The history and photographs I share with you today are taken from A. B. Rue’s book, Historical Sketch of Mercer County, Kentucky, photographed and written by A. B. Rue for the !904 World’s Fair in St. Louis, Missouri. All photographs, therefore, were taken before that date. Other posts about this book include Main Street Harrodsburg, Old Fort on Seminary Hill and an introduction to A. B. Rue.
Col. Daniel Boone spent the winter of 1769-1770 in this cave which is situated on the waters of Shawnee Run, in Mercer County, about four miles east of Harrodsburg. The tree shown in the picture marked with his name is still standing near the head of the cave. The distinguished pioneer, after whom the cave was named, was born in Bucks County, Pennsylvania on the banks of the Delaware River, on the eleventh day of February, 1731. He died with fever at the house of his son-in-law in Flanders, Callaway County, Missouri, in the year 1820 at the advanced age of eighty-nine years.
The above is a picture of Payne’s Spring, known in history as ‘Boiling Spring’. Captain James Harrod and his men arrived at this spring in May 1774, and made their principal camp about 100 yards below this spring under the branches of a large spreading elm, three feet in diameter, under which the first sermon preached in Kentucky was delivered in the spring of 1776. Here a town site was laid out with the assistance of Daniel Boone on June 16, 1774, and a number of cabins were immediately erected near this elm and occupied until July 20, 1774, when they were abandoned on account of fear of a general Indian attack, of which they were warned by Governor Dunmore of Virginia. These cabins were re-occupied March 15, 1775, since which time Harrodsburg has been a permanent settlement, the first in Kentucky. A number of authorities say that James Harrod erected the first cabin built in Kentucky.
Under a large spreading elm tree three feet in diameter, which stood at the south end of the iron bridge at present located on East Street, about 100 yards west of Payne’s Spring, the first sermon that was preached in Kentucky was delivered by the Rev. Peter Tinsley, followed immediately by Rev. William Hickman, unless it be that the Rev. John Lythe, who was a resident of Harrodsburg in the early part of 1775, and was a delegate to the Boonesborough Convention, preached prior to that time. Of this, however, there is no record. This tree was struck by lightning in 1861, and , being hollow, was set on fire and the interior burned, leaving a shell for the trunk. The trustees of Harrodsburg, deeming it unsafe, ordered it cut down. The above photograph was taken (immediately after it was felled by Archie Woods), of which this is a true copy.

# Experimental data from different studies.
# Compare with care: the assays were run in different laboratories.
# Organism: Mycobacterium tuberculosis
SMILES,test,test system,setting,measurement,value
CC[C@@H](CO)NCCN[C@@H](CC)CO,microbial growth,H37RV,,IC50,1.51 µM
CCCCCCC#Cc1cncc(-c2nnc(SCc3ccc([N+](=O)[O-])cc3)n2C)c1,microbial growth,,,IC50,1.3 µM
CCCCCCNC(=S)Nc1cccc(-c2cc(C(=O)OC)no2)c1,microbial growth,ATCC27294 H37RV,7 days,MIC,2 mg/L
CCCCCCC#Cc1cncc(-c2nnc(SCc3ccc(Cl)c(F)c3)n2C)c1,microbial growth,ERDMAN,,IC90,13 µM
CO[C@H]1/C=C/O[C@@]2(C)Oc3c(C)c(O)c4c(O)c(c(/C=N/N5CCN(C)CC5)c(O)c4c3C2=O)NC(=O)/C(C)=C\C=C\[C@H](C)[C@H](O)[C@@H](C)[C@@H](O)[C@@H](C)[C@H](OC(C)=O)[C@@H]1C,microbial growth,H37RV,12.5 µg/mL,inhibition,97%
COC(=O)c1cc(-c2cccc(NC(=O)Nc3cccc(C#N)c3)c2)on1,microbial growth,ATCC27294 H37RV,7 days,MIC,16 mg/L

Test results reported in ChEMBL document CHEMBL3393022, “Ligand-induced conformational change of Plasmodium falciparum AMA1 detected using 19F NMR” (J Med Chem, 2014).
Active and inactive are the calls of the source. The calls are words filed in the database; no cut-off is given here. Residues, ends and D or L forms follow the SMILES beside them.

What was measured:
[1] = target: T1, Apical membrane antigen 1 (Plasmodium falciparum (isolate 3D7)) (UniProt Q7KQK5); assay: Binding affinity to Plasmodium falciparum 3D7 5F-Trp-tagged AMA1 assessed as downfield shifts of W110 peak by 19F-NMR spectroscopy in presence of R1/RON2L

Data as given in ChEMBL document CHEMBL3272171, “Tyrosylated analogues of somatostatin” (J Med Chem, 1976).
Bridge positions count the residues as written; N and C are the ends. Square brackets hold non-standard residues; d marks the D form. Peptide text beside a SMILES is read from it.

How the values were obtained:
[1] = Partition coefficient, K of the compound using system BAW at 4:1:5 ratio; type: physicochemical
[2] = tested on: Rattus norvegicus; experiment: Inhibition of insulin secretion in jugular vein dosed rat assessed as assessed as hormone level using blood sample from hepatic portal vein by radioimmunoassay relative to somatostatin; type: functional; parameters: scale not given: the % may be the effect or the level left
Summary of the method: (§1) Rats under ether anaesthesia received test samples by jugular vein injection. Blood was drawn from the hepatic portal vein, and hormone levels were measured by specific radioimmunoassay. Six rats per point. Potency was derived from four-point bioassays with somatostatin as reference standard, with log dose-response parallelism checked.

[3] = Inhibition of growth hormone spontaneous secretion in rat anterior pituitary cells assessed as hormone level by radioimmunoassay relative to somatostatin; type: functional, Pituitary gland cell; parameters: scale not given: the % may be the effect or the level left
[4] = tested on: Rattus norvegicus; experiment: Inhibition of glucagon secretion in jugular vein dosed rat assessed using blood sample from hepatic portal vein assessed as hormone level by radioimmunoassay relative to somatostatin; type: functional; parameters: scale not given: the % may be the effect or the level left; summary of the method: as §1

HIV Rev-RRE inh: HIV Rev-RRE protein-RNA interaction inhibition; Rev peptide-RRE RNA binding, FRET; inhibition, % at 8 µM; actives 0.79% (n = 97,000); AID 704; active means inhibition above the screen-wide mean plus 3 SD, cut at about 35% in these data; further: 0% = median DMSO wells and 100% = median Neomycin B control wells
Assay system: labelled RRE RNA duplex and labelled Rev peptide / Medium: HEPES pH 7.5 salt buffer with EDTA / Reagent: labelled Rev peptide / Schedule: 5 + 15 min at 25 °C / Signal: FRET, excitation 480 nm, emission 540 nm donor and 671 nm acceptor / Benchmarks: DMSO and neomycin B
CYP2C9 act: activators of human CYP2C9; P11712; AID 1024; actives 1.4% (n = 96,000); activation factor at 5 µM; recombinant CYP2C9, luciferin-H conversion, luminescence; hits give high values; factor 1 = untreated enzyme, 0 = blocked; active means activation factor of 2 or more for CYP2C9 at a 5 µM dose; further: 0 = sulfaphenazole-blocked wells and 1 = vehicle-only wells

This is one of the old landmarks of the historic town of Harrodsburg. It was completed in 1818 and was well constructed, but has long since become antiquated. The timbers for the windows and doors and joists were hewn out by R. K. Fallis. In this forum have taken place some of the most celebrated trials that have taken place in the state, notably the Wilkinson trial in 1841, which brought hither a galaxy of the most brilliant orators of the country. Chief of these was Sergeant S. Prentiss. [More about this trial at a later date.]
The tree against which the man is leaning is the one from which General James B. Ray shot an Indian in 1776. The red man had climbed into the leafy branches, and was imitating the call of a wild turkey, hoping to draw the inmates of the fort from behind the protecting shelter of the palisades into an ambush that had been laid for them. Several were on the point of going to look for the ‘turkey” but General Ray, who had detected the false notes, warned them that the cry was being made by a Shawnee brave. He, himself, however, slipped out of the fort, made a detour, escaped the ambush, and shot the Indian, and got back to the fort, although hotly pursued and shot at several times. Squire James Lillard, who died three years ago at the advanced age of ninety-five years, had often talked with Ray about early times in the ‘Dark and Bloody Grounds’ and the old pioneer stated that he heard the splash of the water when the brave landed in the pool shown. It is about four blocks from Main Street, Harrodsburg, and within 150 yards of where stood the elm, under whose spreading branches God’s message was first delivered in Kentucky.
Categories: Genealogy Ramblings